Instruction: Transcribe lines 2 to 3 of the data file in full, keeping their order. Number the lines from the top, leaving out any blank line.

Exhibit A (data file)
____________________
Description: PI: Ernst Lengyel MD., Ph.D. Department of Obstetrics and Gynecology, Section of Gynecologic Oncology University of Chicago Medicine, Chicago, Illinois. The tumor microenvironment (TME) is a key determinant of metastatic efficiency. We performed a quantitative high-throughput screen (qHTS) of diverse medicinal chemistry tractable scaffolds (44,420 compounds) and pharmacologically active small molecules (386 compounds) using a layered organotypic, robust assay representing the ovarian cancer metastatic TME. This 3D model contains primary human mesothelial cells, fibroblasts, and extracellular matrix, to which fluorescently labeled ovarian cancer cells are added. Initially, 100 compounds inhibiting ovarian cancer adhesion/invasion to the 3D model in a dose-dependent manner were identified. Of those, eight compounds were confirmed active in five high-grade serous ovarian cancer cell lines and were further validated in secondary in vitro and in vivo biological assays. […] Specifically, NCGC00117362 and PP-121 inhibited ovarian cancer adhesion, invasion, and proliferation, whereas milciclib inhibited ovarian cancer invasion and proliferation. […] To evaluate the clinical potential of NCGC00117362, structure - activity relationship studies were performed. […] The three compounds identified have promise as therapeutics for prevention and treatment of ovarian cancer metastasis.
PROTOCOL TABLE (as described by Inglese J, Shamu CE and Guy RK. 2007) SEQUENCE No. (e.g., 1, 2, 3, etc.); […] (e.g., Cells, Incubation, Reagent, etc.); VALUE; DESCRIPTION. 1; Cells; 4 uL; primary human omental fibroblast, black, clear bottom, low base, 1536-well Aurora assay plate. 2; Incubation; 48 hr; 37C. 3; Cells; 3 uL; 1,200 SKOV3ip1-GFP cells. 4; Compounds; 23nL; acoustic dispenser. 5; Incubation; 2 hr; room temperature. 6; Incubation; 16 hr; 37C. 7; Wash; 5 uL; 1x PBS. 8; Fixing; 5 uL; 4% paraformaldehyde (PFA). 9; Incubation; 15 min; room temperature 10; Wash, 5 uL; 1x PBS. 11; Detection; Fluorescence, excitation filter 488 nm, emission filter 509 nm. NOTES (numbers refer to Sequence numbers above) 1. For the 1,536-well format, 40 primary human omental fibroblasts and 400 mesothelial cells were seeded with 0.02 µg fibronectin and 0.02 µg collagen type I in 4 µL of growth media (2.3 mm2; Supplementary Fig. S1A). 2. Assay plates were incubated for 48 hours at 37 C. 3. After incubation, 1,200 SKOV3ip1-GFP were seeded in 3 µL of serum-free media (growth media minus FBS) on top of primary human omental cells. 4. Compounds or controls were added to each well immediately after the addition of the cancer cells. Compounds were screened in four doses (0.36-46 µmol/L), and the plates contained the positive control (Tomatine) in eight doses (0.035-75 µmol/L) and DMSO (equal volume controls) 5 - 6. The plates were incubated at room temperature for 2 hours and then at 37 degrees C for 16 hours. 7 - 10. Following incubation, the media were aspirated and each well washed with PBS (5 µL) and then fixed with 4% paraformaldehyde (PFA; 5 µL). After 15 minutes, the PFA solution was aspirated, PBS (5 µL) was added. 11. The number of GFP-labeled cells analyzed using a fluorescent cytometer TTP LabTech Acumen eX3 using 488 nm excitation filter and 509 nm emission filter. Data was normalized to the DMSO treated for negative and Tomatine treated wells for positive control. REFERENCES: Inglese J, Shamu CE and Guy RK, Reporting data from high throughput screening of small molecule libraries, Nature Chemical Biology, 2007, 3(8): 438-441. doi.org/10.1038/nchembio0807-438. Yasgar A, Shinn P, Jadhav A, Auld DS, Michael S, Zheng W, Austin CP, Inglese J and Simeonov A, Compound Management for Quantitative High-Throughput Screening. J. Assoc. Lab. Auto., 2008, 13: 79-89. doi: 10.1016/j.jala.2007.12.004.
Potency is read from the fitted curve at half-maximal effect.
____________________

PROTOCOL TABLE (as described by Inglese J, Shamu CE and Guy RK. 2007) SEQUENCE No. (e.g., 1, 2, 3, etc.); […] (e.g., Cells, Incubation, Reagent, etc.); VALUE; DESCRIPTION. 1; Cells; 4 uL; primary human omental fibroblast, black, clear bottom, low base, 1536-well Aurora assay plate. 2; Incubation; 48 hr; 37C. 3; Cells; 3 uL; 1,200 SKOV3ip1-GFP cells. 4; Compounds; 23nL; acoustic dispenser. 5; Incubation; 2 hr; room temperature. 6; Incubation; 16 hr; 37C. 7; Wash; 5 uL; 1x PBS. 8; Fixing; 5 uL; 4% paraformaldehyde (PFA). 9; Incubation; 15 min; room temperature 10; Wash, 5 uL; 1x PBS. 11; Detection; Fluorescence, excitation filter 488 nm, emission filter 509 nm. NOTES (numbers refer to Sequence numbers above) 1. For the 1,536-well format, 40 primary human omental fibroblasts and 400 mesothelial cells were seeded with 0.02 µg fibronectin and 0.02 µg collagen type I in 4 µL of growth media (2.3 mm2; Supplementary Fig. S1A). 2. Assay plates were incubated for 48 hours at 37 C. 3. After incubation, 1,200 SKOV3ip1-GFP were seeded in 3 µL of serum-free media (growth media minus FBS) on top of primary human omental cells. 4. Compounds or controls were added to each well immediately after the addition of the cancer cells. Compounds were screened in four doses (0.36-46 µmol/L), and the plates contained the positive control (Tomatine) in eight doses (0.035-75 µmol/L) and DMSO (equal volume controls) 5 - 6. The plates were incubated at room temperature for 2 hours and then at 37 degrees C for 16 hours. 7 - 10. Following incubation, the media were aspirated and each well washed with PBS (5 µL) and then fixed with 4% paraformaldehyde (PFA; 5 µL). After 15 minutes, the PFA solution was aspirated, PBS (5 µL) was added. 11. The number of GFP-labeled cells analyzed using a fluorescent cytometer TTP LabTech Acumen eX3 using 488 nm excitation filter and 509 nm emission filter. Data was normalized to the DMSO treated for negative and Tomatine treated wells for positive control. REFERENCES: Inglese J, Shamu CE and Guy RK, Reporting data from high throughput screening of small molecule libraries, Nature Chemical Biology, 2007, 3(8): 438-441. doi.org/10.1038/nchembio0807-438. Yasgar A, Shinn P, Jadhav A, Auld DS, Michael S, Zheng W, Austin CP, Inglese J and Simeonov A, Compound Management for Quantitative High-Throughput Screening. J. Assoc. Lab. Auto., 2008, 13: 79-89. doi: 10.1016/j.jala.2007.12.004.
Potency is read from the fitted curve at half-maximal effect.